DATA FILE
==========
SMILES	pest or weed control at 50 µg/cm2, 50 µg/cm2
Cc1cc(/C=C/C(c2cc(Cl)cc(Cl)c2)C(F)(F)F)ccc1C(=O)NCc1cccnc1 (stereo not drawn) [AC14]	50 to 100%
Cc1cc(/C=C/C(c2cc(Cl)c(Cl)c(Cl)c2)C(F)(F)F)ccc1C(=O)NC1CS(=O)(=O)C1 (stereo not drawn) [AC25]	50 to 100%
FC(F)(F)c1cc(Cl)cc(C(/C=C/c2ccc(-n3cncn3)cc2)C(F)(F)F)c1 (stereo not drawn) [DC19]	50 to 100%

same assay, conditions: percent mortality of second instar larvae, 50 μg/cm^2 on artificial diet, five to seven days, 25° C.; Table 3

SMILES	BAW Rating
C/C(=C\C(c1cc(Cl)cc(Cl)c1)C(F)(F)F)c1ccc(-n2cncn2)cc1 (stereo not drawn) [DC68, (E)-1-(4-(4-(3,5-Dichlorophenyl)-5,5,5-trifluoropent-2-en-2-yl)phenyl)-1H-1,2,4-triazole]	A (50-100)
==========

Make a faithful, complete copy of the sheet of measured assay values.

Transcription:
SMILES	pest or weed control at 50 µg/cm2, 50 µg/cm2
Cc1cc(/C=C/C(c2cc(Cl)cc(Cl)c2)C(F)(F)F)ccc1C(=O)NCc1cccnc1 (stereo not drawn) [AC14]	50 to 100%
Cc1cc(/C=C/C(c2cc(Cl)c(Cl)c(Cl)c2)C(F)(F)F)ccc1C(=O)NC1CS(=O)(=O)C1 (stereo not drawn) [AC25]	50 to 100%
FC(F)(F)c1cc(Cl)cc(C(/C=C/c2ccc(-n3cncn3)cc2)C(F)(F)F)c1 (stereo not drawn) [DC19]	50 to 100%

same assay, conditions: percent mortality of second instar larvae, 50 μg/cm^2 on artificial diet, five to seven days, 25° C.; Table 3

SMILES	BAW Rating
C/C(=C\C(c1cc(Cl)cc(Cl)c1)C(F)(F)F)c1ccc(-n2cncn2)cc1 (stereo not drawn) [DC68, (E)-1-(4-(4-(3,5-Dichlorophenyl)-5,5,5-trifluoropent-2-en-2-yl)phenyl)-1H-1,2,4-triazole]	A (50-100)